We arrived in Parga which was also pretty dead and went for a drink on the waterfront. On the way to look for the campsite, Nick decided he would drive through the narrow streets(even though I told him we wouldn't fit) and managed to knock the bedroom window out on a shop awning. What a todo. People arrived from everywhere. Fortunately there wasn't much damage to the shop awning, only our window which we had to continue the whole holiday with it taped together. A brilliant start to our first day in Greece!!!!! We found Parga Camping which was open from April, thankfully. The ground was pretty saturated and the few tourers were camped in the dryest area, not wanting to get bogged in. We found a pleasant pitch under the trees, fairly close to the basic but adequate toilet block and booked in. At last we could hang wet clothes out to dry, as the sun decided to make an appearance. We started to relax and Philip pedalled around on his trike, in his element. He had been couped up long enough!!
We learned the ways of the campsite, ie. only hot water from solar heating (this meant a few cool showers with the weather being dull) and met some of the other residents. There was an English couple in a strange Renault? camper who had been there two days and hadn't a clue what the site tariff was !!! It was one of the first things we established!!!! 3000drx. a night with electricity. Not bad.
Everywhere was very wet underfoot due to the amount of rain that had fallen in the last couple of days.
We wandered into the town to phone home to let people know we had arrived. We stopped for a beer and giro souvlaki while Philip sploshed about in the puddles. When we had returned to the campsite, Michael (10 at the time) decided to go for a bike ride and managed to get himself lost and ended up on the main road. Nick managed to find him but it could have been such a different story. How relieved we were.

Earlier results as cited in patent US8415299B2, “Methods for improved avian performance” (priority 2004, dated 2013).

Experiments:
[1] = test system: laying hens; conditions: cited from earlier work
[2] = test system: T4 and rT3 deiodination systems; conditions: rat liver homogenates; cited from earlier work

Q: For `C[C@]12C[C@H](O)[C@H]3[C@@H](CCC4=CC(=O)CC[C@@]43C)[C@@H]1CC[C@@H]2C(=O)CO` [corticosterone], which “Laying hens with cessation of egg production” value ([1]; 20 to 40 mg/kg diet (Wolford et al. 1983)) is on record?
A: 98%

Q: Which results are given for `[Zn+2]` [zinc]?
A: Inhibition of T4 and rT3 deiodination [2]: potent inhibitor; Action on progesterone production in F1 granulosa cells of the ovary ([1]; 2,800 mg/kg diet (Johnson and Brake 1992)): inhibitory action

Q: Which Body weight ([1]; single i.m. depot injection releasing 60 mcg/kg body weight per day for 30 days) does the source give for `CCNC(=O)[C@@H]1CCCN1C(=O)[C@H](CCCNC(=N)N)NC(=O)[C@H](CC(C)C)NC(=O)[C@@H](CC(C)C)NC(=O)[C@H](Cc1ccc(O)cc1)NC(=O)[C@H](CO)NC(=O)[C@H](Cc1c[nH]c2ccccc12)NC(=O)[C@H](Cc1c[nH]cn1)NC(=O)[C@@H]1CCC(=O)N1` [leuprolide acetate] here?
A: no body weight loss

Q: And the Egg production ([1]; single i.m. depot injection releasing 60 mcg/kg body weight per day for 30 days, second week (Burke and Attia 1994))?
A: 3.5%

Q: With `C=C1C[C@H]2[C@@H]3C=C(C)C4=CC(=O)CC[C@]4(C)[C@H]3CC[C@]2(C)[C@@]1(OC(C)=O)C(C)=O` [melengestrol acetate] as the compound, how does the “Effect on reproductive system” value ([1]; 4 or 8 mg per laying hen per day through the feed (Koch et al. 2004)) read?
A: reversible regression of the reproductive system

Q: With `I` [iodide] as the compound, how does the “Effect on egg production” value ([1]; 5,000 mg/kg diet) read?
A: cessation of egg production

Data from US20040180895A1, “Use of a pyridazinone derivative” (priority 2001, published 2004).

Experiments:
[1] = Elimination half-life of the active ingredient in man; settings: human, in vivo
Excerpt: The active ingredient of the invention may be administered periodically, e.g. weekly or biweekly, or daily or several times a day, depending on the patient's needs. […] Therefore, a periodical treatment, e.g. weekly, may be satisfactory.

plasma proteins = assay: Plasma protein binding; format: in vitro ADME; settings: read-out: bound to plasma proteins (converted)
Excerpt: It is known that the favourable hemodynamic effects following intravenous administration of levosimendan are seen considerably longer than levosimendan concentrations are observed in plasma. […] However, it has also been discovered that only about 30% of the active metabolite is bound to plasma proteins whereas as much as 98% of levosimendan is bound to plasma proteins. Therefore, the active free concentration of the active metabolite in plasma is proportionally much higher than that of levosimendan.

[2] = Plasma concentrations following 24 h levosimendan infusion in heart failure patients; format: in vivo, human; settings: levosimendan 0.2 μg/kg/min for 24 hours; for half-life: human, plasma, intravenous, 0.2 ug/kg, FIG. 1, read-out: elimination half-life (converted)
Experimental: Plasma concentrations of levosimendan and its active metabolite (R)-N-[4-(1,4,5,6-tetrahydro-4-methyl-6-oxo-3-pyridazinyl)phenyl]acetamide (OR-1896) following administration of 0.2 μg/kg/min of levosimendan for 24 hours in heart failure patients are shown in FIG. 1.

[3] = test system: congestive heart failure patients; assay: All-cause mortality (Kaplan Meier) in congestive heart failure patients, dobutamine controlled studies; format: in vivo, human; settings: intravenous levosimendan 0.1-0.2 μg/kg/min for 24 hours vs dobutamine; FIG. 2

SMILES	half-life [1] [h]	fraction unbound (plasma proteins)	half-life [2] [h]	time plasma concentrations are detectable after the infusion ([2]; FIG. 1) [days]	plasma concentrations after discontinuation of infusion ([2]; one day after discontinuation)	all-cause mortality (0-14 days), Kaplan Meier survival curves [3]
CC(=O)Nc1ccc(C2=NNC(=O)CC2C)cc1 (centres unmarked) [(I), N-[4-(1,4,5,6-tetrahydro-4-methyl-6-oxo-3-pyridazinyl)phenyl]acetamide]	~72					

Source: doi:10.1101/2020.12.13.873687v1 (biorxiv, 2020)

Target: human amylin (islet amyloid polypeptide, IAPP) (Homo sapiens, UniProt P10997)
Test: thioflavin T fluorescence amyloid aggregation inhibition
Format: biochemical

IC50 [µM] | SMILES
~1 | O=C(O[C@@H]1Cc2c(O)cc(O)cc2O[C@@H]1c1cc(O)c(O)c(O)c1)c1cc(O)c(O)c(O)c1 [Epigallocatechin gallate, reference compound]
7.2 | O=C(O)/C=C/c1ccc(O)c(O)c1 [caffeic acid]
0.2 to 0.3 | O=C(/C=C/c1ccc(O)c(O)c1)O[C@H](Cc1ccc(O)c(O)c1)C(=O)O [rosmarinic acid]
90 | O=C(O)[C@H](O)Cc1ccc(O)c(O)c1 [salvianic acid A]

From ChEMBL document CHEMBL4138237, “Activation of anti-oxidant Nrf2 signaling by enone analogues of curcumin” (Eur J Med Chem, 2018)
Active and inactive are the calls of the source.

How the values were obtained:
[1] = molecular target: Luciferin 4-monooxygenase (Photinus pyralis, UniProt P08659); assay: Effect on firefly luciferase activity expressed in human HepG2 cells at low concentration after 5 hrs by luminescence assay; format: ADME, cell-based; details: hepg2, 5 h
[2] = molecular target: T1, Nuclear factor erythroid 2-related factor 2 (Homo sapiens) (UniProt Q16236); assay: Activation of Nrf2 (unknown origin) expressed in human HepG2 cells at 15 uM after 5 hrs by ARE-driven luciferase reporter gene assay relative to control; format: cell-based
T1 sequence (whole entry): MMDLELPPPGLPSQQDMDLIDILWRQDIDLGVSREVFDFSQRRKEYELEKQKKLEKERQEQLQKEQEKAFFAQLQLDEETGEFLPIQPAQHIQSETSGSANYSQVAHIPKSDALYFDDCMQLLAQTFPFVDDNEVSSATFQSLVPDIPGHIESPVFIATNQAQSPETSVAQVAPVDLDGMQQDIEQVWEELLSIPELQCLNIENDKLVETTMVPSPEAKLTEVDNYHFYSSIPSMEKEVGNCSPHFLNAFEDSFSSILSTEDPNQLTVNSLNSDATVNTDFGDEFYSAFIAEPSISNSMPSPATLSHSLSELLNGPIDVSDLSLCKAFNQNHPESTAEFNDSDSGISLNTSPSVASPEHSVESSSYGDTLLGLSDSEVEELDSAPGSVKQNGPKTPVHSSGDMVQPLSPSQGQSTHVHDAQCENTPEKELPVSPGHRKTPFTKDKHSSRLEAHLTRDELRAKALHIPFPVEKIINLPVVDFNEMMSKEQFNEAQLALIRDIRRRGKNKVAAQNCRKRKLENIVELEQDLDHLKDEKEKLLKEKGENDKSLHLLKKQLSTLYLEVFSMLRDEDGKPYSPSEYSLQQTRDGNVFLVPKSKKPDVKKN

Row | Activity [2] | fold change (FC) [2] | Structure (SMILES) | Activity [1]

Nick spent the evening sticking the bedroom window back in, which much to my amazement remained intact for months to come.
Philip enjoyed chasing the tethered goats about the campsite which made good video footage.
Our hostess invited us for drinks on a bus outing to another village which we declined as we had things to do. It was strange, but her husband didn't go, either.
"Getting to Know the Place"
The next day was Philip's first immersion in Greek waters. We were on the beach and the sun came out and Philip got gradually wetter and wetter with fewer and fewer clothes on! It was pretty cold and he came out blue!!
That afternoon I had a walk up to the castle and was amazed how peaceful it all was. (Parga by now had become busy, being the weekend before Easter). The views were stunning, down over the town, harbour and Valtos beach.It was wonderfully shadey after the warm climb up. I was fortunate to have the place to myself until walking back down I was caught up in a party of Americans from a boat. We got into discussion and they were in awe of us touring Greece in our own time. I expect they had to follow a strict itinerary.
That evening we invited a Dutch couple for drinks (from the campsite). They were in Greece for 2 months, looking for work and were a really interesting couple. They were in an equally elderly camper they had converted and it had a wood burning stove in it! Amazing.
We only ate out once in Parga (apart from souvlaki) as it was quite an expensive resort, plus we were on a limited budget. We kept a lot of restaurant receipts from this holiday and comparing Parga with other areas it was well over the odds.
We enjoyed Parga off season, the beaches were beautiful and the town very attractive, built on a hillside. The Venetian castle is well worth a visit and seperates Valtos Beach from Parga.
Do not come to Parga in high season without having pre- booked accommodation. A lot is taken up with package holidays.
There are two banks for exchange facilities, both with ATMs.
Parga has a bus service.
Continue to Page 3 of The Adventure here